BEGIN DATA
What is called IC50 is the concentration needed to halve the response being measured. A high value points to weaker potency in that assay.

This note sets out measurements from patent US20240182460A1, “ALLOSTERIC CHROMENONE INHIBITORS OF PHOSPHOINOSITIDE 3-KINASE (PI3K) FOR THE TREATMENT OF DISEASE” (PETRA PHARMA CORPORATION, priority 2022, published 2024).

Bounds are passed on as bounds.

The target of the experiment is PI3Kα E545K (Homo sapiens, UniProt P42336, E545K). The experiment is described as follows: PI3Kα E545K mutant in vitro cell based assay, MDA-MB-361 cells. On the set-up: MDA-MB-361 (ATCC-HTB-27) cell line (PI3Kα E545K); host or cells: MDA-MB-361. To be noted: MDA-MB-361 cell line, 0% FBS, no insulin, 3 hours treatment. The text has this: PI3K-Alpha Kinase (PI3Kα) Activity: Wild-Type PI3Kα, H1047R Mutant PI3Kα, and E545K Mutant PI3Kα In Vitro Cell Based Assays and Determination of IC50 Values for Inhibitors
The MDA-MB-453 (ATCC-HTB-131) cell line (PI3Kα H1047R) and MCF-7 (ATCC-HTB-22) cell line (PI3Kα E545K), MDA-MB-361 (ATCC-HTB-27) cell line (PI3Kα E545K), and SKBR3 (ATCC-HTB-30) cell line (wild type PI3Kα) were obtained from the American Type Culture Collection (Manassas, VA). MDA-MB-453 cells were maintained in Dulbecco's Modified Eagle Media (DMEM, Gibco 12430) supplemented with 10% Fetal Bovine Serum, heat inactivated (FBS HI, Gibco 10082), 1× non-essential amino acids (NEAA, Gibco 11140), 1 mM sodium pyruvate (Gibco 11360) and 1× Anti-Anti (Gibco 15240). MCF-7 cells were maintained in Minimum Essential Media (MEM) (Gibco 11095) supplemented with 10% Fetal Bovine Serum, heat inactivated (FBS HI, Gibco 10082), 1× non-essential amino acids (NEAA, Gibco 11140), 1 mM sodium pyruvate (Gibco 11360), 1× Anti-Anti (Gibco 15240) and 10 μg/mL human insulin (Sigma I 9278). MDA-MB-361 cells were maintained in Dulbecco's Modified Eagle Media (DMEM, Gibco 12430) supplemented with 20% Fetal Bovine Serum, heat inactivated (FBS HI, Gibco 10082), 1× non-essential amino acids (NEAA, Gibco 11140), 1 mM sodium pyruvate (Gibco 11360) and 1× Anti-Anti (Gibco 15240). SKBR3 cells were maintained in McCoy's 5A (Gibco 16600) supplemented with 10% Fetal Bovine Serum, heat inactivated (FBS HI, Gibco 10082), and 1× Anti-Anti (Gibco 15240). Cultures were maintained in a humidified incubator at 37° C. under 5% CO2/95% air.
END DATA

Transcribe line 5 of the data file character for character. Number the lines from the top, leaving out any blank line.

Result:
The MDA-MB-453 (ATCC-HTB-131) cell line (PI3Kα H1047R) and MCF-7 (ATCC-HTB-22) cell line (PI3Kα E545K), MDA-MB-361 (ATCC-HTB-27) cell line (PI3Kα E545K), and SKBR3 (ATCC-HTB-30) cell line (wild type PI3Kα) were obtained from the American Type Culture Collection (Manassas, VA). MDA-MB-453 cells were maintained in Dulbecco's Modified Eagle Media (DMEM, Gibco 12430) supplemented with 10% Fetal Bovine Serum, heat inactivated (FBS HI, Gibco 10082), 1× non-essential amino acids (NEAA, Gibco 11140), 1 mM sodium pyruvate (Gibco 11360) and 1× Anti-Anti (Gibco 15240). MCF-7 cells were maintained in Minimum Essential Media (MEM) (Gibco 11095) supplemented with 10% Fetal Bovine Serum, heat inactivated (FBS HI, Gibco 10082), 1× non-essential amino acids (NEAA, Gibco 11140), 1 mM sodium pyruvate (Gibco 11360), 1× Anti-Anti (Gibco 15240) and 10 μg/mL human insulin (Sigma I 9278). MDA-MB-361 cells were maintained in Dulbecco's Modified Eagle Media (DMEM, Gibco 12430) supplemented with 20% Fetal Bovine Serum, heat inactivated (FBS HI, Gibco 10082), 1× non-essential amino acids (NEAA, Gibco 11140), 1 mM sodium pyruvate (Gibco 11360) and 1× Anti-Anti (Gibco 15240). SKBR3 cells were maintained in McCoy's 5A (Gibco 16600) supplemented with 10% Fetal Bovine Serum, heat inactivated (FBS HI, Gibco 10082), and 1× Anti-Anti (Gibco 15240). Cultures were maintained in a humidified incubator at 37° C. under 5% CO2/95% air.